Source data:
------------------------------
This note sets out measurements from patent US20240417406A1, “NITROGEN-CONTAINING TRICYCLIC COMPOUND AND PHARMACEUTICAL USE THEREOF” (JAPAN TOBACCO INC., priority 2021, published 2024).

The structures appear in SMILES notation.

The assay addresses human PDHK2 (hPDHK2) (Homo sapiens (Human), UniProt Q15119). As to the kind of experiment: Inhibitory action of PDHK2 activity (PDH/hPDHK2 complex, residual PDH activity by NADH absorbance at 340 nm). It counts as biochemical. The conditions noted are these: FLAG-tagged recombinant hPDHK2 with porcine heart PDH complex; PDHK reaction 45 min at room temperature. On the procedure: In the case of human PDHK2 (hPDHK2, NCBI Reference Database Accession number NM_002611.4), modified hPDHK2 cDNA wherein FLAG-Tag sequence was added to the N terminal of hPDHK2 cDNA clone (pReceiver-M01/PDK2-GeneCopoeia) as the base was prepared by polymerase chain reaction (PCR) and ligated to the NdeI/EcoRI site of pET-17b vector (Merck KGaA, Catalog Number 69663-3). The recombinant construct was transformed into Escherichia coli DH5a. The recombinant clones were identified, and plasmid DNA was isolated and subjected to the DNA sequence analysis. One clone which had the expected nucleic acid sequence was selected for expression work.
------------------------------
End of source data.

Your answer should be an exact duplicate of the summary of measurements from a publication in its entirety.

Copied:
This note sets out measurements from patent US20240417406A1, “NITROGEN-CONTAINING TRICYCLIC COMPOUND AND PHARMACEUTICAL USE THEREOF” (JAPAN TOBACCO INC., priority 2021, published 2024).

The structures appear in SMILES notation.

The assay addresses human PDHK2 (hPDHK2) (Homo sapiens (Human), UniProt Q15119). As to the kind of experiment: Inhibitory action of PDHK2 activity (PDH/hPDHK2 complex, residual PDH activity by NADH absorbance at 340 nm). It counts as biochemical. The conditions noted are these: FLAG-tagged recombinant hPDHK2 with porcine heart PDH complex; PDHK reaction 45 min at room temperature. On the procedure: In the case of human PDHK2 (hPDHK2, NCBI Reference Database Accession number NM_002611.4), modified hPDHK2 cDNA wherein FLAG-Tag sequence was added to the N terminal of hPDHK2 cDNA clone (pReceiver-M01/PDK2-GeneCopoeia) as the base was prepared by polymerase chain reaction (PCR) and ligated to the NdeI/EcoRI site of pET-17b vector (Merck KGaA, Catalog Number 69663-3). The recombinant construct was transformed into Escherichia coli DH5a. The recombinant clones were identified, and plasmid DNA was isolated and subjected to the DNA sequence analysis. One clone which had the expected nucleic acid sequence was selected for expression work.